FIGS. 17 and 18 illustrate an alternative design which illustrates a partitioning device 10 that includes an expandable sealing element. In this example, the expandable sealing elements are a plurality of swellable bodies 70, preferably hydrophilic foam, around the periphery of the membrane 11 between adjacent ribs 14. When these bodies contact body fluid, such as blood, upon deployment, they swell, thereby sealing the peripheral portion of the membrane 11 against the patient's heart wall as previously described. The details of the partitioning device 10 may be essentially the same as in the previous embodiment and elements in this alternative embodiment are given the same reference numbers as similar elements in the previous embodiments.

To the extent not otherwise described herein, the various components of the partitioning device and delivery system may be formed of conventional materials and in a conventional manner as will be appreciated by those skilled in the art.

FIGS. 19A-19J illustrate application of another variation of a partitioning device 134 being deployed in a human heart 242. The heart 242 contains a right ventricle 244 and a left ventricle 246 with papillary muscles 248 and an akinetic portion 250 with an apex 252. The distal end of the catheter 138 has been inserted through the aorta and aortic valve into the left ventricle 246 to a selected position where the cardiac device 134 can be deployed. The catheter tube 138 is then partially pulled off of the cardiac device 134 exposing the stem 186.

The active anchor 236 is then deployed by rotating the anchor knob 58 in a first direction. The active anchor 236 penetrates the myocardium of the heart 242 to secure the cardiac device 134 in the selected position at the apex 252 of the akinetic portion 250 of the left ventricle 246. In some variations the device does not include an active (e.g., distal) anchor, but may include an atraumatic foot, as described above.

The catheter 138 is then completely removed from the distal end 54 of the deployment member 46, exposing the cardiac device 134. As the cardiac device 134 expands, due to the resilient nature of the segments 192 and the pre-set shape of the frame 184, the passive anchors 214 on the segments 192 penetrate the myocardium in a first direction. The membrane 194 seals a portion of the ventricle 246 and separates the ventricle 246 into two volumes.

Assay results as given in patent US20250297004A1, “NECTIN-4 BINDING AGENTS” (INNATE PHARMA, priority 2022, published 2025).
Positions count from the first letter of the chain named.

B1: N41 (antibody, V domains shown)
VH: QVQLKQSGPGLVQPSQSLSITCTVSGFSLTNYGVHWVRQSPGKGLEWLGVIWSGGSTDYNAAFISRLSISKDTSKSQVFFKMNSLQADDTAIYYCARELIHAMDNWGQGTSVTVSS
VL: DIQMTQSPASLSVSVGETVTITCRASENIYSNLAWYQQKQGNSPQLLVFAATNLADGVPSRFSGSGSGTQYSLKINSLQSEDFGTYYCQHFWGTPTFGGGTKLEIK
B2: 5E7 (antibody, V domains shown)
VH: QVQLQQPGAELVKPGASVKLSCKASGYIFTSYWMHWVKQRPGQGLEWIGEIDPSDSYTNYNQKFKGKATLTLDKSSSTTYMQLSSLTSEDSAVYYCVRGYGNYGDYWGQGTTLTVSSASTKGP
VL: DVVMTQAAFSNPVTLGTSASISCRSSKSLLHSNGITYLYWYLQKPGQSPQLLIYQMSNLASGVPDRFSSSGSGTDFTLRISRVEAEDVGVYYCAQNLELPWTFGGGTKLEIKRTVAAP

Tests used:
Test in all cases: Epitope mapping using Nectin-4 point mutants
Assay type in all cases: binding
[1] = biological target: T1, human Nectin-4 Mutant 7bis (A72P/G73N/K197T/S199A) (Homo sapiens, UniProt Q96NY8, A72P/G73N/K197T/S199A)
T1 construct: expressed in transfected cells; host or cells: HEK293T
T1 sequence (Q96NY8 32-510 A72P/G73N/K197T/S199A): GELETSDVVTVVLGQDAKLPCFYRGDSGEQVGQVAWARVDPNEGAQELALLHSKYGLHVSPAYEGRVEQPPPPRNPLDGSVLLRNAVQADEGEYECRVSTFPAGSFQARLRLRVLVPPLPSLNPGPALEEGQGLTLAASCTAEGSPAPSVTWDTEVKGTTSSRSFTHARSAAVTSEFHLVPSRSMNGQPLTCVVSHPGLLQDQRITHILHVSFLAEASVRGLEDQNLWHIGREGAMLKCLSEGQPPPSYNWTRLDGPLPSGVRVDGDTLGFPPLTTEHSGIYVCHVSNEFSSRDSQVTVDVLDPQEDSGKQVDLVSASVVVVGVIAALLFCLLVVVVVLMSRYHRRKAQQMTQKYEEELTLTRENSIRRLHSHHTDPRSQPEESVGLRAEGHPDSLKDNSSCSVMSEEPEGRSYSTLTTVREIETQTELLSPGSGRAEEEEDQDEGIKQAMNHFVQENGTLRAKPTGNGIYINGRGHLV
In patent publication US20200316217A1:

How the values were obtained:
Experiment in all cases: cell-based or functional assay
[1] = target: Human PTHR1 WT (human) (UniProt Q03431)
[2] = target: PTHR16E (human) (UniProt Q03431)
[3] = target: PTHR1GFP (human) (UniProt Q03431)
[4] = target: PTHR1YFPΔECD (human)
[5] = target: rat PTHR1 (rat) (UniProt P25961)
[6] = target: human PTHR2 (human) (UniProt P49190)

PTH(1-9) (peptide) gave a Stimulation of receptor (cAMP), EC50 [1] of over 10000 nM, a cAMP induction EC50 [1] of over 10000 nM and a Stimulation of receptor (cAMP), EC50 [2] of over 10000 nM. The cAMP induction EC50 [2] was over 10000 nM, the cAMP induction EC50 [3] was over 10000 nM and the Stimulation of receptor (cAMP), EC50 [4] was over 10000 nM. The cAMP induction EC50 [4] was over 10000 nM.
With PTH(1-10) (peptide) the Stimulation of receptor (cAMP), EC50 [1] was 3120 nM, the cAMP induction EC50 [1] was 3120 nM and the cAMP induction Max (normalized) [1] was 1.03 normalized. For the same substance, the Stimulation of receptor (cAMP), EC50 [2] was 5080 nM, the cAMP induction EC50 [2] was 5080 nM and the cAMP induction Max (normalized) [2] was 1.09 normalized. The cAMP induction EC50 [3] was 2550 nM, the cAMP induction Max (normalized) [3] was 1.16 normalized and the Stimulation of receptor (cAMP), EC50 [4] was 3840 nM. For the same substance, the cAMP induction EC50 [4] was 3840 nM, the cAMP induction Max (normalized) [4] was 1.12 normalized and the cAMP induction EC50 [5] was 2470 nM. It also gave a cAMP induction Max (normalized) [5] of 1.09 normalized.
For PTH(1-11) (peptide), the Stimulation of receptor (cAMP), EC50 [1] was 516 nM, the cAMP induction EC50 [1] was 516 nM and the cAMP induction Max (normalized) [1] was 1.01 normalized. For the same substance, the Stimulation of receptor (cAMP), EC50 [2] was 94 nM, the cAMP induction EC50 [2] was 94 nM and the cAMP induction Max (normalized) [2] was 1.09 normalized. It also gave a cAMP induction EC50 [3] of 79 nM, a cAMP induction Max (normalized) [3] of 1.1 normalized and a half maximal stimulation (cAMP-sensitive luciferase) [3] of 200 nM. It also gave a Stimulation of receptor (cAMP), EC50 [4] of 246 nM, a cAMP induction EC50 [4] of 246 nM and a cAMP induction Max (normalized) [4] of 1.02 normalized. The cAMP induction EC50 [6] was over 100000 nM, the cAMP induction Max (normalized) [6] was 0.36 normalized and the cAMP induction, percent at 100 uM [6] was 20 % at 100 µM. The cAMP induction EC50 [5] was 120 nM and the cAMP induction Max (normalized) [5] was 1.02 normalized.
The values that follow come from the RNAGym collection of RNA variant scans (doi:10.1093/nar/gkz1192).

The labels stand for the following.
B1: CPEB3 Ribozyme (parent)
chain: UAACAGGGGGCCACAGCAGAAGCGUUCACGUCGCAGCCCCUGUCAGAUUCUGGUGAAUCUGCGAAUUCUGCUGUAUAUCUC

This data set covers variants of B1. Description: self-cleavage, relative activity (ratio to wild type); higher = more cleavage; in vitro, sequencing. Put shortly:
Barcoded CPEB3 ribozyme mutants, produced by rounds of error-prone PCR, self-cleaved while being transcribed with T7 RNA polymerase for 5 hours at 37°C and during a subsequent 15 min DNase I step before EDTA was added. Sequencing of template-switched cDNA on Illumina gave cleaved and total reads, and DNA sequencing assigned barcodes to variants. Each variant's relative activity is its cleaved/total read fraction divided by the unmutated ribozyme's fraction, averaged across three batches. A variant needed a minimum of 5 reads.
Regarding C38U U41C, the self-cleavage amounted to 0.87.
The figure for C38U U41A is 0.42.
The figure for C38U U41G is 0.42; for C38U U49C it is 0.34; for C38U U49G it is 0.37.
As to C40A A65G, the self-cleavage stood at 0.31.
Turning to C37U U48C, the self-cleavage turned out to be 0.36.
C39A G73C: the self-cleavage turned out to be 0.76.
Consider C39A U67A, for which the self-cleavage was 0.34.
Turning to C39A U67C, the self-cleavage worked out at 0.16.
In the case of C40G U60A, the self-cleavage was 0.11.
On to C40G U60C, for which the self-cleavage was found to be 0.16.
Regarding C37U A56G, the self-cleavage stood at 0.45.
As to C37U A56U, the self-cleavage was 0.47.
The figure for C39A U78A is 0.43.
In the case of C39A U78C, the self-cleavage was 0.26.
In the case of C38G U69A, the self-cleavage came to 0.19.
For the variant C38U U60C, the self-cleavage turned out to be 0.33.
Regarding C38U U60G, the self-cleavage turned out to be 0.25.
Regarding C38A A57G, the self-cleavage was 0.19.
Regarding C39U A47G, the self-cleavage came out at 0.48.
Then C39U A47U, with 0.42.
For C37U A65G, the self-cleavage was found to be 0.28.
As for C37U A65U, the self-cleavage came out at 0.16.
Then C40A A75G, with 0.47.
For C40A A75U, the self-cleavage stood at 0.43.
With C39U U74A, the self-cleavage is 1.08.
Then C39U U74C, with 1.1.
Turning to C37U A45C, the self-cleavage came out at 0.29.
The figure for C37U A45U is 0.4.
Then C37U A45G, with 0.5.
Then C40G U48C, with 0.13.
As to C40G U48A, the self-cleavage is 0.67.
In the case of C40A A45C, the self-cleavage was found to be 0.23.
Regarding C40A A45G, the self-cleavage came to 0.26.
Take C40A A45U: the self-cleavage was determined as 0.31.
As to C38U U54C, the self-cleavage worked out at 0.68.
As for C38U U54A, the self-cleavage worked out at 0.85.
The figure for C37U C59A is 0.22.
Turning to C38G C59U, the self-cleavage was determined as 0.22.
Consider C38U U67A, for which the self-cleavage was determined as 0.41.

If the cardiac device 134 has not been properly positioned, or if it is of the wrong size or shape for the particular heart, the device 134 may be repositioned or completely removed from the heart 242.

FIG. 20A and FIG. 20B illustrate another variation of a cardiac (or partitioning) device 288. This example of a partitioning device 288 includes a sealing element that is configured as a second membrane 300 having fibers (or fringe) 304 that acts to seal against the ventricle wall. The partitioning device 288 in FIGS. 20A-20B includes a first hub 290, a first frame 292, a second hub 294, a second frame 296, a first membrane 298, and a second membrane 300. The first hub 290 is attached to a central portion of the first frame 292. A plurality of segments 302 extend radially from and upwards from the first hub 290. The first membrane 298 is occlusive and made of a thrombogenic material and stretched between the segments 302 to form a first cone-shaped body. A plurality of fibers 304 extend radially from an outer edge 306 of the first cone-shaped body. An active anchor 308 extends down from the first hub 290.

The second frame 296 includes a plurality of segments 310 extending radially and upwardly from the second hub 294 and end in sharp passive anchors 312. An attachment screw 314, similar to the detachment screw 214, extends downwards from the second hub 294. Referring specifically to FIG. 20B, the attachment screw 314 is rotated so that it engages a pin 321 within the first hub 290, similarly to the frame hub 190 already described, to secure the second frame 296 to the first frame 292. The second membrane 300 is made of ePTFE and stretched between the segments 310 to form a second cone-shaped body.

FIG. 20C illustrates a human heart with the partitioning device 288 of FIG. 20A secured to an akinetic portion thereof. The fibers 304 on the outer edge 306 of the first frame 292 are interacting with an inner surface of the left ventricle to seal off the volume below the outer edge 306 of the first frame 292. The passive anchors 312 on the ends of the segments 310 of the second frame 296 have penetrated the myocardium to hold the device 288 in place.

A further advantage of this embodiment is that the fibers 304 of the first membrane 298 interface with trabeculae and further block the flow of blood into the apex of the akinetic portion.

In another variation of the partitioning device described herein, the device includes a plurality of strands extending from the distal side of the device. Thus, the sealing element comprises a plurality of strands or braids that extend from the portion of the device within the non-productive side of the device. These braids may press against an inner surface of the ventricle, and help seal the device within the ventricle.